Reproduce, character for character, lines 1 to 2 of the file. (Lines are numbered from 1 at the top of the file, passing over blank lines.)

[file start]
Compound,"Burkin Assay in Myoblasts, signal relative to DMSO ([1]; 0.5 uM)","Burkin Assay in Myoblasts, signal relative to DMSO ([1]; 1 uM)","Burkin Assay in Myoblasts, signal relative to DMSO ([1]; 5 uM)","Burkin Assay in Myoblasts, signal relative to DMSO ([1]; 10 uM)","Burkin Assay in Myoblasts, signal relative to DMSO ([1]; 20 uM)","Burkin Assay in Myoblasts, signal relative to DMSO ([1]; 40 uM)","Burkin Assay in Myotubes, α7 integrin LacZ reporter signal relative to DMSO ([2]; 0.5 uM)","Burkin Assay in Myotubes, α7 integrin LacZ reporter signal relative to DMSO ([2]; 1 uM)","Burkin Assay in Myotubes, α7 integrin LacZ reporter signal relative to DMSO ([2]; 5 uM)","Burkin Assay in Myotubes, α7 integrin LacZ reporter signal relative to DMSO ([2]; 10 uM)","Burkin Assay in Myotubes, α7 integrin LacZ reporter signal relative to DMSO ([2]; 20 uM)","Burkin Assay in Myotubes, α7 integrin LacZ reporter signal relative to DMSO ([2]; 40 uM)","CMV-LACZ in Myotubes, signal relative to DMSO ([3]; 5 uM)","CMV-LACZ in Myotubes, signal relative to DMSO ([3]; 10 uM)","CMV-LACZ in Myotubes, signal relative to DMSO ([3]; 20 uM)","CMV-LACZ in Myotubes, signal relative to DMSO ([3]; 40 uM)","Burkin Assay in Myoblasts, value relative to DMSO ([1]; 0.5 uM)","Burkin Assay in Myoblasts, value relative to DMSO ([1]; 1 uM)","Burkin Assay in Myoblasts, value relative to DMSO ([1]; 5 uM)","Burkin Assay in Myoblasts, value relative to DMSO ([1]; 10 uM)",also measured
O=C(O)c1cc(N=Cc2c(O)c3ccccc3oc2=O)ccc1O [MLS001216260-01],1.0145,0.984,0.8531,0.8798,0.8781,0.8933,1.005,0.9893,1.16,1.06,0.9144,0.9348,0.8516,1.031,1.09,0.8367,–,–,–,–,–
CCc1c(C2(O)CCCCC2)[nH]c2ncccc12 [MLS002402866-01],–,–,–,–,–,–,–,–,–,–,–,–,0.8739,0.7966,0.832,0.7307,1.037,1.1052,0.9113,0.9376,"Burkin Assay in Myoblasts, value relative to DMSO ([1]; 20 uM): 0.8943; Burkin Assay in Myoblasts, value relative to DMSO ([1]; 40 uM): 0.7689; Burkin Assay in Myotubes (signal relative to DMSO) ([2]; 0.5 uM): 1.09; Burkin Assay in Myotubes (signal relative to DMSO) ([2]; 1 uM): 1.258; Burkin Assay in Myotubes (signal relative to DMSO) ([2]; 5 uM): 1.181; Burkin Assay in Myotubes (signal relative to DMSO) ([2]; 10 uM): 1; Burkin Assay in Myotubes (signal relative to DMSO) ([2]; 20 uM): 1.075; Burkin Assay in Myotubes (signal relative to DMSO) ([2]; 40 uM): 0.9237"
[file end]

Compound,"Burkin Assay in Myoblasts, signal relative to DMSO ([1]; 0.5 uM)","Burkin Assay in Myoblasts, signal relative to DMSO ([1]; 1 uM)","Burkin Assay in Myoblasts, signal relative to DMSO ([1]; 5 uM)","Burkin Assay in Myoblasts, signal relative to DMSO ([1]; 10 uM)","Burkin Assay in Myoblasts, signal relative to DMSO ([1]; 20 uM)","Burkin Assay in Myoblasts, signal relative to DMSO ([1]; 40 uM)","Burkin Assay in Myotubes, α7 integrin LacZ reporter signal relative to DMSO ([2]; 0.5 uM)","Burkin Assay in Myotubes, α7 integrin LacZ reporter signal relative to DMSO ([2]; 1 uM)","Burkin Assay in Myotubes, α7 integrin LacZ reporter signal relative to DMSO ([2]; 5 uM)","Burkin Assay in Myotubes, α7 integrin LacZ reporter signal relative to DMSO ([2]; 10 uM)","Burkin Assay in Myotubes, α7 integrin LacZ reporter signal relative to DMSO ([2]; 20 uM)","Burkin Assay in Myotubes, α7 integrin LacZ reporter signal relative to DMSO ([2]; 40 uM)","CMV-LACZ in Myotubes, signal relative to DMSO ([3]; 5 uM)","CMV-LACZ in Myotubes, signal relative to DMSO ([3]; 10 uM)","CMV-LACZ in Myotubes, signal relative to DMSO ([3]; 20 uM)","CMV-LACZ in Myotubes, signal relative to DMSO ([3]; 40 uM)","Burkin Assay in Myoblasts, value relative to DMSO ([1]; 0.5 uM)","Burkin Assay in Myoblasts, value relative to DMSO ([1]; 1 uM)","Burkin Assay in Myoblasts, value relative to DMSO ([1]; 5 uM)","Burkin Assay in Myoblasts, value relative to DMSO ([1]; 10 uM)",also measured
O=C(O)c1cc(N=Cc2c(O)c3ccccc3oc2=O)ccc1O [MLS001216260-01],1.0145,0.984,0.8531,0.8798,0.8781,0.8933,1.005,0.9893,1.16,1.06,0.9144,0.9348,0.8516,1.031,1.09,0.8367,–,–,–,–,–